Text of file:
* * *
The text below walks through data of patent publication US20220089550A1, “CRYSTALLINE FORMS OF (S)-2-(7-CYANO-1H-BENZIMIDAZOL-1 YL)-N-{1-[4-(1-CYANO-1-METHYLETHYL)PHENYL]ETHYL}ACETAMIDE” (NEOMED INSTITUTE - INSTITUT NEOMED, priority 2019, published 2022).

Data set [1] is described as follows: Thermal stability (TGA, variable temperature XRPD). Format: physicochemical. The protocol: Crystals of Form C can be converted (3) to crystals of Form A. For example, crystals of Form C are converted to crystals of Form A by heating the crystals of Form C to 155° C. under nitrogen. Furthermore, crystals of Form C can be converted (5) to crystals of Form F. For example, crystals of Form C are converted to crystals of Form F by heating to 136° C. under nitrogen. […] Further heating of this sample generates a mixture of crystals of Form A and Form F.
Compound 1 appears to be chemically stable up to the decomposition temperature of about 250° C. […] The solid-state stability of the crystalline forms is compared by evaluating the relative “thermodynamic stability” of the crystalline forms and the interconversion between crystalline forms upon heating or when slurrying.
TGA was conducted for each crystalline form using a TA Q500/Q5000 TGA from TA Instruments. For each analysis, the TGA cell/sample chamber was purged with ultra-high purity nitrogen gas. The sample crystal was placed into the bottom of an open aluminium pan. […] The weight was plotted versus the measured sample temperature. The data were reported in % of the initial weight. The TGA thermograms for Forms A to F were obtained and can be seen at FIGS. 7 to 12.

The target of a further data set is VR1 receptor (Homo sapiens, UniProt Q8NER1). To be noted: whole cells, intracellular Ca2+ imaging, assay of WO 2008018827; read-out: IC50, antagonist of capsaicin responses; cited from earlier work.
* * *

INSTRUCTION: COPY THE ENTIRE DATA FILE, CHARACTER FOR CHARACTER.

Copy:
The text below walks through data of patent publication US20220089550A1, “CRYSTALLINE FORMS OF (S)-2-(7-CYANO-1H-BENZIMIDAZOL-1 YL)-N-{1-[4-(1-CYANO-1-METHYLETHYL)PHENYL]ETHYL}ACETAMIDE” (NEOMED INSTITUTE - INSTITUT NEOMED, priority 2019, published 2022).

Data set [1] is described as follows: Thermal stability (TGA, variable temperature XRPD). Format: physicochemical. The protocol: Crystals of Form C can be converted (3) to crystals of Form A. For example, crystals of Form C are converted to crystals of Form A by heating the crystals of Form C to 155° C. under nitrogen. Furthermore, crystals of Form C can be converted (5) to crystals of Form F. For example, crystals of Form C are converted to crystals of Form F by heating to 136° C. under nitrogen. […] Further heating of this sample generates a mixture of crystals of Form A and Form F.
Compound 1 appears to be chemically stable up to the decomposition temperature of about 250° C. […] The solid-state stability of the crystalline forms is compared by evaluating the relative “thermodynamic stability” of the crystalline forms and the interconversion between crystalline forms upon heating or when slurrying.
TGA was conducted for each crystalline form using a TA Q500/Q5000 TGA from TA Instruments. For each analysis, the TGA cell/sample chamber was purged with ultra-high purity nitrogen gas. The sample crystal was placed into the bottom of an open aluminium pan. […] The weight was plotted versus the measured sample temperature. The data were reported in % of the initial weight. The TGA thermograms for Forms A to F were obtained and can be seen at FIGS. 7 to 12.

The target of a further data set is VR1 receptor (Homo sapiens, UniProt Q8NER1). To be noted: whole cells, intracellular Ca2+ imaging, assay of WO 2008018827; read-out: IC50, antagonist of capsaicin responses; cited from earlier work.